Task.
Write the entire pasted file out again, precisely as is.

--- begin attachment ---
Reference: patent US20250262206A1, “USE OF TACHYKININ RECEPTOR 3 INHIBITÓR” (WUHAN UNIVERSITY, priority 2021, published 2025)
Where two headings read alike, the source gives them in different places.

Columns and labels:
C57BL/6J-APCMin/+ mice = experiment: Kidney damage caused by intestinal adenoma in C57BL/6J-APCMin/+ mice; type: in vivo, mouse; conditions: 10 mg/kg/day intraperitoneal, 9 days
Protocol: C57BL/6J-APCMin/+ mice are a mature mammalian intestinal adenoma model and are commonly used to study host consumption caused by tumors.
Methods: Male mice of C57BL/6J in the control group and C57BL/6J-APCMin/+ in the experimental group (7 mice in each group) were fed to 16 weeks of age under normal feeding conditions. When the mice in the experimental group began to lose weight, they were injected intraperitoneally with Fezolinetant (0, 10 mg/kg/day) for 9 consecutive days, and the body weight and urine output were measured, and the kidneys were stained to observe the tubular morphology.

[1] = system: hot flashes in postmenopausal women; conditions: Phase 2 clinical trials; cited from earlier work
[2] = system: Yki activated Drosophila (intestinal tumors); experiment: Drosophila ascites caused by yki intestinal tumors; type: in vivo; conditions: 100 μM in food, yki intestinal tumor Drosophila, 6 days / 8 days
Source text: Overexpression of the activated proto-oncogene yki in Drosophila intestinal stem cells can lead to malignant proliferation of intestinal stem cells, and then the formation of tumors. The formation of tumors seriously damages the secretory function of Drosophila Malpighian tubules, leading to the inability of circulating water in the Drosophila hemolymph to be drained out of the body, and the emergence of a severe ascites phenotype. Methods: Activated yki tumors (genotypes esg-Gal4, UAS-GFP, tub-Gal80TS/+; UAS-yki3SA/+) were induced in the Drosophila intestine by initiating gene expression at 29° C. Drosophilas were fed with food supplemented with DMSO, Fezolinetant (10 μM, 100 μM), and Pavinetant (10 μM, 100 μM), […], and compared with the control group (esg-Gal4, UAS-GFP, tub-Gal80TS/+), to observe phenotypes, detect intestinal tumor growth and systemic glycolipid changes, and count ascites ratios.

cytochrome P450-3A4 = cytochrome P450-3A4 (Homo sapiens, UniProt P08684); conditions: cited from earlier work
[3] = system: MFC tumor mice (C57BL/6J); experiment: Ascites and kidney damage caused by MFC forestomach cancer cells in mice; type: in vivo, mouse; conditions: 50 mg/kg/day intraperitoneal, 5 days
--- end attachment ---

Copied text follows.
Reference: patent US20250262206A1, “USE OF TACHYKININ RECEPTOR 3 INHIBITÓR” (WUHAN UNIVERSITY, priority 2021, published 2025)
Where two headings read alike, the source gives them in different places.

Columns and labels:
C57BL/6J-APCMin/+ mice = experiment: Kidney damage caused by intestinal adenoma in C57BL/6J-APCMin/+ mice; type: in vivo, mouse; conditions: 10 mg/kg/day intraperitoneal, 9 days
Protocol: C57BL/6J-APCMin/+ mice are a mature mammalian intestinal adenoma model and are commonly used to study host consumption caused by tumors.
Methods: Male mice of C57BL/6J in the control group and C57BL/6J-APCMin/+ in the experimental group (7 mice in each group) were fed to 16 weeks of age under normal feeding conditions. When the mice in the experimental group began to lose weight, they were injected intraperitoneally with Fezolinetant (0, 10 mg/kg/day) for 9 consecutive days, and the body weight and urine output were measured, and the kidneys were stained to observe the tubular morphology.

[1] = system: hot flashes in postmenopausal women; conditions: Phase 2 clinical trials; cited from earlier work
[2] = system: Yki activated Drosophila (intestinal tumors); experiment: Drosophila ascites caused by yki intestinal tumors; type: in vivo; conditions: 100 μM in food, yki intestinal tumor Drosophila, 6 days / 8 days
Source text: Overexpression of the activated proto-oncogene yki in Drosophila intestinal stem cells can lead to malignant proliferation of intestinal stem cells, and then the formation of tumors. The formation of tumors seriously damages the secretory function of Drosophila Malpighian tubules, leading to the inability of circulating water in the Drosophila hemolymph to be drained out of the body, and the emergence of a severe ascites phenotype. Methods: Activated yki tumors (genotypes esg-Gal4, UAS-GFP, tub-Gal80TS/+; UAS-yki3SA/+) were induced in the Drosophila intestine by initiating gene expression at 29° C. Drosophilas were fed with food supplemented with DMSO, Fezolinetant (10 μM, 100 μM), and Pavinetant (10 μM, 100 μM), […], and compared with the control group (esg-Gal4, UAS-GFP, tub-Gal80TS/+), to observe phenotypes, detect intestinal tumor growth and systemic glycolipid changes, and count ascites ratios.

cytochrome P450-3A4 = cytochrome P450-3A4 (Homo sapiens, UniProt P08684); conditions: cited from earlier work
[3] = system: MFC tumor mice (C57BL/6J); experiment: Ascites and kidney damage caused by MFC forestomach cancer cells in mice; type: in vivo, mouse; conditions: 50 mg/kg/day intraperitoneal, 5 days